Your first OpenVAS scan

Once you have your OpenVAS scanner set up, you can perform your first vulnerability scan. Scans can be configured and run using the OpenVAS web interface. In this section, we’ll walk through setting up a simple scan and some of the available advanced scan options. For both types of scans, it is necessary to browse to Scans → Tasks.

Simple scan

The OpenVAS web interface includes a wizard to help set up scans of target machines. To access the wizard, click on the purple button with a picture of a wand in the top left corner of the screen. To start, select the Task Wizard Option.

In order to perform a scan, you need an IP address to scan. For this part of the exercise, you can either provide the IP address of a machine that you own (like the host machine running the VM), set up a virtual machine to test (Metasploitable from Rapid7 is a good choice), or find a machine online deliberately set up for pen testers. Once you have found an IP address to use, enter it into the wizard and select Start Scan.

Once the scan has been started its progress will be shown at the bottom of the page. The remainder of the page includes visualizations that summarize the current progress and results of the configured scans.

While the scan is running, click on its Status bar (in the second column). As the scan runs, any vulnerabilities that it detects will be listed in the report shown. You can click on each reported vulnerability to get details.

Advanced scan options

For users wishing to have a greater level of control over their scans, the OpenVAS web interface also includes an Advanced Task Wizard (also accessed by browsing to Scans->Tasks and clicking the purple button). The advanced wizard offers the following scanning options:

  • Setting a name for the task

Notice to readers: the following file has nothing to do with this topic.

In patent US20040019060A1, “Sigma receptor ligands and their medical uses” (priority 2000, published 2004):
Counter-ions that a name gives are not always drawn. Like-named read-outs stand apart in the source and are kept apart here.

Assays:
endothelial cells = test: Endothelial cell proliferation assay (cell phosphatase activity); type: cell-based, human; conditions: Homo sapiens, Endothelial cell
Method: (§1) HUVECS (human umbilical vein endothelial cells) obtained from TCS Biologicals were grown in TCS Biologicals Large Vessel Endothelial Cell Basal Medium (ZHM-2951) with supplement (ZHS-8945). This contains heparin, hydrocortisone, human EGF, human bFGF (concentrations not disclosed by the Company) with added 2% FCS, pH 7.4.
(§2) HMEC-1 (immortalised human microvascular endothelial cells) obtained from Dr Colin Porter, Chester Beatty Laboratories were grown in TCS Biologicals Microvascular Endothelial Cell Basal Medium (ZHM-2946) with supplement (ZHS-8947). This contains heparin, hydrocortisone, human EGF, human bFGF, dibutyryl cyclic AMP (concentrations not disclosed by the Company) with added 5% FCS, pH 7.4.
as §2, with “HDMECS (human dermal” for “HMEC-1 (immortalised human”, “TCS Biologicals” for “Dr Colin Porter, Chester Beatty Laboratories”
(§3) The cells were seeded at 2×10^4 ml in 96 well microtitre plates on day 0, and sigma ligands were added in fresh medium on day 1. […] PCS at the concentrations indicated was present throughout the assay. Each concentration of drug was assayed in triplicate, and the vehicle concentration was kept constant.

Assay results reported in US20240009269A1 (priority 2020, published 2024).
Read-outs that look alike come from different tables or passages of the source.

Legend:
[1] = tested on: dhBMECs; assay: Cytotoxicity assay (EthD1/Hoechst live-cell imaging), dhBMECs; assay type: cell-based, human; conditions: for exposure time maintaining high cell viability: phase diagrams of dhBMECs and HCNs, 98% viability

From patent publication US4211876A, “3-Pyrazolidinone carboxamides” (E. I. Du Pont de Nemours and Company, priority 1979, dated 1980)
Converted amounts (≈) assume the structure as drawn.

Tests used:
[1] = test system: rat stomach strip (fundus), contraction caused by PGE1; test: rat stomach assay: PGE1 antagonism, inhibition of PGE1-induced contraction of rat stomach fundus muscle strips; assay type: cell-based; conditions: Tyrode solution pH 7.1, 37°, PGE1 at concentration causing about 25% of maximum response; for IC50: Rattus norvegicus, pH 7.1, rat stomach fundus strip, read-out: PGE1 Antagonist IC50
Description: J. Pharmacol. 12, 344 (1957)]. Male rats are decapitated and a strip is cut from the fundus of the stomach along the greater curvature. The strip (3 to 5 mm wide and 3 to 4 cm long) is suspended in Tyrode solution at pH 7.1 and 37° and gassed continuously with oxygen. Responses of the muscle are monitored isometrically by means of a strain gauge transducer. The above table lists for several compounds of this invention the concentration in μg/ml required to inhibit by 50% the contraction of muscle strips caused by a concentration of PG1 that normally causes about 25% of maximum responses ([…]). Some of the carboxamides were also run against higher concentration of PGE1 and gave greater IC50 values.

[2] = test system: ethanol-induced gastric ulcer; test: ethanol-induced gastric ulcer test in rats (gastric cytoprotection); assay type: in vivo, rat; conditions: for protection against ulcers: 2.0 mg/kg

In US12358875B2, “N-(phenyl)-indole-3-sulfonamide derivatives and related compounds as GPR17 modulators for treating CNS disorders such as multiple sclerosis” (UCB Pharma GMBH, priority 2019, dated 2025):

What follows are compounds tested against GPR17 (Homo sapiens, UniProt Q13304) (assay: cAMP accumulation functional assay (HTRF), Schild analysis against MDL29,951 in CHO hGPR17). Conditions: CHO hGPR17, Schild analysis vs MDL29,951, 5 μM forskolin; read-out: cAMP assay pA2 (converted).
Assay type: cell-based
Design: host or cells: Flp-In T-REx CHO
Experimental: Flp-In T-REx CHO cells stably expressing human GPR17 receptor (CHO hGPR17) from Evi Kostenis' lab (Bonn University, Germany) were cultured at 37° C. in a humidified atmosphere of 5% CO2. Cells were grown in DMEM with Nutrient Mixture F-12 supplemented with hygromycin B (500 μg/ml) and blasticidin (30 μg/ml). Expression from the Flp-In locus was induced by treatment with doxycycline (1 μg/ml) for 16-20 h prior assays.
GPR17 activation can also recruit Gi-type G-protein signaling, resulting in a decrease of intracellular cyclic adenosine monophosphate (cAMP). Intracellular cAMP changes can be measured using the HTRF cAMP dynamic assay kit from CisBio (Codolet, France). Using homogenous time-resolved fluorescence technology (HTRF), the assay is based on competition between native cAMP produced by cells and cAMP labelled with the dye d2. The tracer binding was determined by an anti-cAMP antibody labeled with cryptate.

• Choosing a scan config
  • Setting the target IP address
  • Scheduling future scans
  • Using a credentialed scan

OpenVAS provides several default scan configs and allows users to create custom configs. To see the descriptions of scan configs and create new ones, browse to Configuration → Scan Configs. By default, OpenVAS provides eight scan configs (though one is empty) and the details of each config can be seen by clicking on them. To create a new scan config, click the blue star button in the top left corner, create the config, and then click in to edit it.

OpenVAS’s web interface offers many operations in its Configuration tab. Once you have explored the options and made any necessary modifications, try running an advanced scan using different targets, scan configs, and credentials.

Using OpenVAS for vulnerability scanning

The OpenVAS vulnerability scanner is a free appliance designed to allow users to quickly and easily perform targeted scans of their computer systems. It is free, updated daily, and easy to use, making it an ideal choice for the independent penetration tester or small business sysadmin who needs an inexpensive and intuitive option for identifying potential security holes. For larger enterprises, Greenbone (the organization behind OpenVAS) offers a paid version that includes additional enterprise-focused vulnerability scanning options for a comprehensive vulnerability scanning solution.

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About NVT Feed, OpenVAS

Using the Greenbone Community Edition, Greenbone Networks

GVM-9 (stable, initial release 2017-03-07), Greenbone

Download Metasploitable, Rapid7

Howard Poston
Howard Poston

Howard Poston is a copywriter, author, and course developer with experience in cybersecurity and blockchain security, cryptography, and malware analysis. He has an MS in Cyber Operations, a decade of experience in cybersecurity, and over five years of experience as a freelance consultant providing training and content creation for cyber and blockchain security. He is also the creator of over a dozen cybersecurity courses, has authored two books, and has spoken at numerous cybersecurity conferences. He can be reached by email at or via his website at